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Traci Warkentin: Odd Couples, Embodied Minds

THE COMMITTEE ON INTERDISCIPLINARY SCIENCE STUDIES PRESENTS

TRACI WARKENTIN

Odd Couples, Embodied Minds

December 7th, 4:15-5:30

Room 5307 | The CUNY Graduate Center
365 Fifth Avenue, New York, NY 10016

Free and open to the public

Part of the Multispecies Salon Wednesday Speaker Series

Odd couples, such as an ancient tortoise and a baby hippo, inspire questions about how individuals belonging to different species are able to understand each other and form close, caring relationships. In many ways, they challenge dominant Western assumptions about taxonomic species barriers, as well as dominant Western gender stereotypes.

For the focus of this talk, several odd couples (who have received much media attention in recent years) will provide the basis for a playful exploration of embodied mind and the possibilities of interspecies empathy.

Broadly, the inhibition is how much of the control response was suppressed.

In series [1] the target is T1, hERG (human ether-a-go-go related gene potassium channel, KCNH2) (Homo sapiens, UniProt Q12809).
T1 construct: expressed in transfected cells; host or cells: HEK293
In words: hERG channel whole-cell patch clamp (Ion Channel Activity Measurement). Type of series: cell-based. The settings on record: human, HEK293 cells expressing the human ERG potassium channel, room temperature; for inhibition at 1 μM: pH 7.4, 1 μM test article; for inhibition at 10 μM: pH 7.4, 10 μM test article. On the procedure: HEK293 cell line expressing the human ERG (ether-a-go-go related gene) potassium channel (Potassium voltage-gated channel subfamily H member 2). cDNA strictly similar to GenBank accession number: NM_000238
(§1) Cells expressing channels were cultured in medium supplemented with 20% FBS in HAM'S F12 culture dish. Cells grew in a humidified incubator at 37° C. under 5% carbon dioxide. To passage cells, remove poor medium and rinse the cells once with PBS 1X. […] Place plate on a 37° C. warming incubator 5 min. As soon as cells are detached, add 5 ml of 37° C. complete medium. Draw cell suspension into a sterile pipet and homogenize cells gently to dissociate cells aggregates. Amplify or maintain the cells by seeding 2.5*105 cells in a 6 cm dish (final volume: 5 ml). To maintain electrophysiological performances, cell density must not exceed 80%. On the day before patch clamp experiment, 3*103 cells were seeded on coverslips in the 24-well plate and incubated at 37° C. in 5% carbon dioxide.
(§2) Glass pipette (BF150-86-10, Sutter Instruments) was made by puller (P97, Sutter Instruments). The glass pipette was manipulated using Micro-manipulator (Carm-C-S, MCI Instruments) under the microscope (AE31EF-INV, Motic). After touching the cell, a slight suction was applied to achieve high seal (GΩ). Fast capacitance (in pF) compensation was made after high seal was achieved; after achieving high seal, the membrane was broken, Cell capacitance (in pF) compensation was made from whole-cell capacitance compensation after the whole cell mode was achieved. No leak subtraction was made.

Traci Warkentin’s current research on the relational spaces of human-animal interactions in urban environments combines her interests in animal geographies, feminist environmental ethics, and experiential learning contexts. This work is complemented by her ongoing study of interspecies communication, empathy and ethics and the pivotal role of situated, embodied knowledge-making by humans and other animals. Previous research has examined the ethical and educational dimensions of the places where humans meet whales for which she conducted extensive fieldwork in Canada, the U.S. and Australia. Reflecting the interdisciplinary nature of Prof. Warkentin’s work, she has publications in the Canadian Journal of Environmental Education, Ethics and the Environment, AI & Society, entries in the Encyclopedia of Human-Animal Relationships, as well as chapters on decolonizing zoos and on animal agency in edited collections. Broadly, Prof. Warkentin’s work seeks to examine the intersections of geography, ethics and feminist epistemologies in environmental thought, education, and methods of research. Her work brings together content with form by investigating the influence of physical and social contexts on how and what people learn about animals and the environment, as well as developing methods for ethical ways of making knowledge. This work coincides with Prof. Warkentin’s commitment to environmentally and socially just teaching.


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